Senator Obama tries to dress up his ethanol mandate, but it’s still a pig:
WASHINGTON, Sept 9 (Reuters) – Democratic presidential nominee Barack Obama told farmers on Tuesday that he backs the federal requirement to use ethanol as a way to reduce reliance on oil imports.
The alternative fuel, distilled mostly from corn (maize), is popular in farm country, particularly the U.S. Midwest. But sky-high grain prices and rising food prices have led to suggestions to relax the so-called renewable fuels standard.
Federal law calls for use of 9 billion gallons of ethanol as motor fuel this year.
A week ago, the Republican National Convention called for an end to ethanol mandates, in line with the views of its nominee, John McCain.
“I’ve long been a strong supporter of the RFS,” Obama said during a brief telephone call to members of the National Farmers Union. “I am strongly committed to advancing biofuels as a key component of reducing our dependence on foreign oil.”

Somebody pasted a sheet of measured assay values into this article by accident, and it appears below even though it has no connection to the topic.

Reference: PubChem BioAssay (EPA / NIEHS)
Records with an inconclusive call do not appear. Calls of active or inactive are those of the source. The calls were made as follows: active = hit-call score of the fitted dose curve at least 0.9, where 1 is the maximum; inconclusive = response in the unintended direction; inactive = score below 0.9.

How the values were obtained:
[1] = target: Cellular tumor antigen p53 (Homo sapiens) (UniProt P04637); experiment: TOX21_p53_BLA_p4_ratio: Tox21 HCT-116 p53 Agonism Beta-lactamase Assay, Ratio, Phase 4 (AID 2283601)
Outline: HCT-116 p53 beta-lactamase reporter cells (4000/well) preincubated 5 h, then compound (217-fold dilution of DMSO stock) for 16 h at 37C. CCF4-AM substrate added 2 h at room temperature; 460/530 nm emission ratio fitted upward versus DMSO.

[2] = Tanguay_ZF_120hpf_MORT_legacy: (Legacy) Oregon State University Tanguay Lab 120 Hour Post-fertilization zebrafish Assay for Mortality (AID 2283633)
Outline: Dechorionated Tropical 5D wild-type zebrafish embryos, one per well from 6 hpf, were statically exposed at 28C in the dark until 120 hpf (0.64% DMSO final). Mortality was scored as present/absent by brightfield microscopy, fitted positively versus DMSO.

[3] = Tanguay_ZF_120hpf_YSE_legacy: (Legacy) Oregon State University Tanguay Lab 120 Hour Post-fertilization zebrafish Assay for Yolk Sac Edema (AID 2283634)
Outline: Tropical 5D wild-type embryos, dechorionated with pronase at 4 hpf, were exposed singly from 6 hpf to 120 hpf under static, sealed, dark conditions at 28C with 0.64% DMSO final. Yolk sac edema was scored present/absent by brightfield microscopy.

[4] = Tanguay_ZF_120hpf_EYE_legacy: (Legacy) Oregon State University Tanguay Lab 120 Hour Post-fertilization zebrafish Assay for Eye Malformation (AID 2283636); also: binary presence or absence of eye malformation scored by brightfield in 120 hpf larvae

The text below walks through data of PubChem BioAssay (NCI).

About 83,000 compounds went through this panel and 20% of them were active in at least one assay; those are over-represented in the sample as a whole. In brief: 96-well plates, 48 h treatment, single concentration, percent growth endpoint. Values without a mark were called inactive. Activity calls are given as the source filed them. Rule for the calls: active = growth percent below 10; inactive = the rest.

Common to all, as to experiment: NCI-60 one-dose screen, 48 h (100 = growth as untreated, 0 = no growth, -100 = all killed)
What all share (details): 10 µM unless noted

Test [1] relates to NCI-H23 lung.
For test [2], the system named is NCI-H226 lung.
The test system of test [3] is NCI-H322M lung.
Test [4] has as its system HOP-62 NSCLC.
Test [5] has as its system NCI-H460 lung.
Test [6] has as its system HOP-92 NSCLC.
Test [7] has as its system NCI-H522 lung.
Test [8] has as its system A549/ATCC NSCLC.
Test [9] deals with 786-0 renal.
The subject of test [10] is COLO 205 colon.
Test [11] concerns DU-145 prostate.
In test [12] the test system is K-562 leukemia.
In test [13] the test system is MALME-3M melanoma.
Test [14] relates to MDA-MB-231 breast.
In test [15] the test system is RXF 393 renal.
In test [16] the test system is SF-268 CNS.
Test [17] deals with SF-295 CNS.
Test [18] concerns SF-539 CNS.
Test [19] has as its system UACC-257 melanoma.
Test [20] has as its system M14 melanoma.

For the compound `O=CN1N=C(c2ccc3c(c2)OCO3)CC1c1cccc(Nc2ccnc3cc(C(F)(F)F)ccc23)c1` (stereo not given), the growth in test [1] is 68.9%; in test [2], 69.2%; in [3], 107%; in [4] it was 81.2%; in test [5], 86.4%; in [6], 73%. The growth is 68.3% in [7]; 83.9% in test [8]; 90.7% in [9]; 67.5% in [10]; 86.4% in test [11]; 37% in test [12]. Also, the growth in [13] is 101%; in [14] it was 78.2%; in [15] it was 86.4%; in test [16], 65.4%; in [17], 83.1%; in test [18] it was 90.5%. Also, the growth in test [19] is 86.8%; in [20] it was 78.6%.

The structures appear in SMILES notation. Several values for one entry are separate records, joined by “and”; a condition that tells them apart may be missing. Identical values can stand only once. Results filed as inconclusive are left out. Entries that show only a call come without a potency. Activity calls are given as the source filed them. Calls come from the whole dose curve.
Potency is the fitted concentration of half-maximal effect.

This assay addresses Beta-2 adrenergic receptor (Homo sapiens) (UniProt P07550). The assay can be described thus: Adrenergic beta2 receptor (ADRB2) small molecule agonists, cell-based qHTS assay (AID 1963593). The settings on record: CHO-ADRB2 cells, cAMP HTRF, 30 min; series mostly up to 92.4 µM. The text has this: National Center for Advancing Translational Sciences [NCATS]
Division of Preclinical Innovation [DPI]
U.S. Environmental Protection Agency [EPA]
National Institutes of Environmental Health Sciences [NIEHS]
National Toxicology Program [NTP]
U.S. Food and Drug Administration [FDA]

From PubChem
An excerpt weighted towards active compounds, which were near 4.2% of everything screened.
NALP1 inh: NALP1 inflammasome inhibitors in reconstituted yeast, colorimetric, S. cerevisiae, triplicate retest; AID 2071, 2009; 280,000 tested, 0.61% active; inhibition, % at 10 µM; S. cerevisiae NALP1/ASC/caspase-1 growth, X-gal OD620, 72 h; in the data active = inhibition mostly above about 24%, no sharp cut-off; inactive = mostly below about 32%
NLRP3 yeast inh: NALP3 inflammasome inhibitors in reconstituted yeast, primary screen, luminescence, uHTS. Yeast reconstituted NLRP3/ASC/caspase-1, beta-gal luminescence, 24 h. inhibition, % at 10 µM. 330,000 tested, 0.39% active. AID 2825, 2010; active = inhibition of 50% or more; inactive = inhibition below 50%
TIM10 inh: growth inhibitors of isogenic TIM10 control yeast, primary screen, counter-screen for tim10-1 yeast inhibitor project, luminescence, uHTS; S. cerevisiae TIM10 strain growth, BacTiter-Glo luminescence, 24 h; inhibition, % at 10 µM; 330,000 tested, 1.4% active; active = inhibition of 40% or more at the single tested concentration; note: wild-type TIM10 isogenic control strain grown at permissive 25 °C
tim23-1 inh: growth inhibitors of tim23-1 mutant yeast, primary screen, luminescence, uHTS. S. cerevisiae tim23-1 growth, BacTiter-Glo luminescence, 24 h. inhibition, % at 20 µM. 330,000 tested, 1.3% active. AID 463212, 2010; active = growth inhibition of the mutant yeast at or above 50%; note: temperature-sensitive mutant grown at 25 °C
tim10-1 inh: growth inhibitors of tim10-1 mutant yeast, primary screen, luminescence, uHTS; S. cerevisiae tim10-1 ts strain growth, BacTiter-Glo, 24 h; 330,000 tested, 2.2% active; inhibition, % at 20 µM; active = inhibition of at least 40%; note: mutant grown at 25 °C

Besides providing home-grown fuel, ethanol creates jobs in rural America, said Obama, who supported more rural economic development. The jobless rate in rural areas is well above the U.S. average.
Both candidates support development of fuel ethanol from cellulose, found in grasses and woody plants. McCain says he would end “mandates, subsidies, tariffs and prices supports that focus exclusively on corn-based ethanol” and let the free market identify the best alternative fuels.